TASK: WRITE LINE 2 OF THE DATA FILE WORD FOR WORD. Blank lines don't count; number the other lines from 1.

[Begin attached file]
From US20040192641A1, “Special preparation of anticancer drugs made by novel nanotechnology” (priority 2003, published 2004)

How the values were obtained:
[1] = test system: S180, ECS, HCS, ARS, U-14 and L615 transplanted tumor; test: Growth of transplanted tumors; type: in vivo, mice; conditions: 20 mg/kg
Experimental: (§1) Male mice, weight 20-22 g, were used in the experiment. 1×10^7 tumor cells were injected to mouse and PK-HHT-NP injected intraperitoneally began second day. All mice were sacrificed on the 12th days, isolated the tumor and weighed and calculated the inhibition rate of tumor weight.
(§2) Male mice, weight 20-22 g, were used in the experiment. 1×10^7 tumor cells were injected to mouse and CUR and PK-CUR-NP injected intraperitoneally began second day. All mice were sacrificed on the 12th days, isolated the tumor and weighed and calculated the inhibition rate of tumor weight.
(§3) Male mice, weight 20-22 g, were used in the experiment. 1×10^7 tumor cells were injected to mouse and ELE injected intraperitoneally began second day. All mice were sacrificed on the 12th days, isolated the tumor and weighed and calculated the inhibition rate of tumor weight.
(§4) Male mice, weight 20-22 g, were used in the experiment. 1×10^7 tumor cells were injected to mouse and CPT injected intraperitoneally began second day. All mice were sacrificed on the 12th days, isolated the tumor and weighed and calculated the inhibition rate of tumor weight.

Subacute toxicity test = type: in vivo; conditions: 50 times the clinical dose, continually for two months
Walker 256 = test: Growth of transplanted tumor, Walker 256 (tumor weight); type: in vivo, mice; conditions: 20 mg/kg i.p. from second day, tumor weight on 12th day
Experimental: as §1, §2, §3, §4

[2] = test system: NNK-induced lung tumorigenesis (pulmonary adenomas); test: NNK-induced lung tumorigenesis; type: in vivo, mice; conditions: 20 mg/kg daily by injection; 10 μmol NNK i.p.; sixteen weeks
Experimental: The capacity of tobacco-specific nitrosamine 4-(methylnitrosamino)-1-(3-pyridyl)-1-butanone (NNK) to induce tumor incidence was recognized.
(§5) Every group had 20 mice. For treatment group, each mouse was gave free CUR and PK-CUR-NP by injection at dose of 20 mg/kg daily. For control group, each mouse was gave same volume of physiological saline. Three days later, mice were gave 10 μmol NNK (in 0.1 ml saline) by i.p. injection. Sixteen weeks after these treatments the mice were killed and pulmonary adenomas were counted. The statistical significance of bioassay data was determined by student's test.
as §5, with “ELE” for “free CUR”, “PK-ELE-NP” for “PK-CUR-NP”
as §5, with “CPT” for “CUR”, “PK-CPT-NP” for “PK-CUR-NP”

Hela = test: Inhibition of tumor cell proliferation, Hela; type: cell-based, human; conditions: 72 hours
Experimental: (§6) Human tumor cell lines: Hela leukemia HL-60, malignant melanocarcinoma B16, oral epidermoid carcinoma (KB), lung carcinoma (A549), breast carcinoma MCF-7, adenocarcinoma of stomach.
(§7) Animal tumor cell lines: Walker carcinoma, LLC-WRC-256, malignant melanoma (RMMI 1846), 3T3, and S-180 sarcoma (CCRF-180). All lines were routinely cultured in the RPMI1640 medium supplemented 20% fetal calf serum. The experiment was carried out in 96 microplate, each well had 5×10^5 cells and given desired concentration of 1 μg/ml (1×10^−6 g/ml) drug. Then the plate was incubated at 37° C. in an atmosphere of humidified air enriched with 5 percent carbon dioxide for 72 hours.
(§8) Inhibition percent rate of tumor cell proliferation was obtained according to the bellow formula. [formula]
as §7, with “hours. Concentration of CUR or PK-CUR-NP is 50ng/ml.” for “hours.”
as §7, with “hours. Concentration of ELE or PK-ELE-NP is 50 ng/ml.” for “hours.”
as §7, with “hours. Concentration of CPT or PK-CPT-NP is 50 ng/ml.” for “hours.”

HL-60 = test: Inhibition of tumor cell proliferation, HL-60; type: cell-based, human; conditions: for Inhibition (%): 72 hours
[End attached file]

How the values were obtained: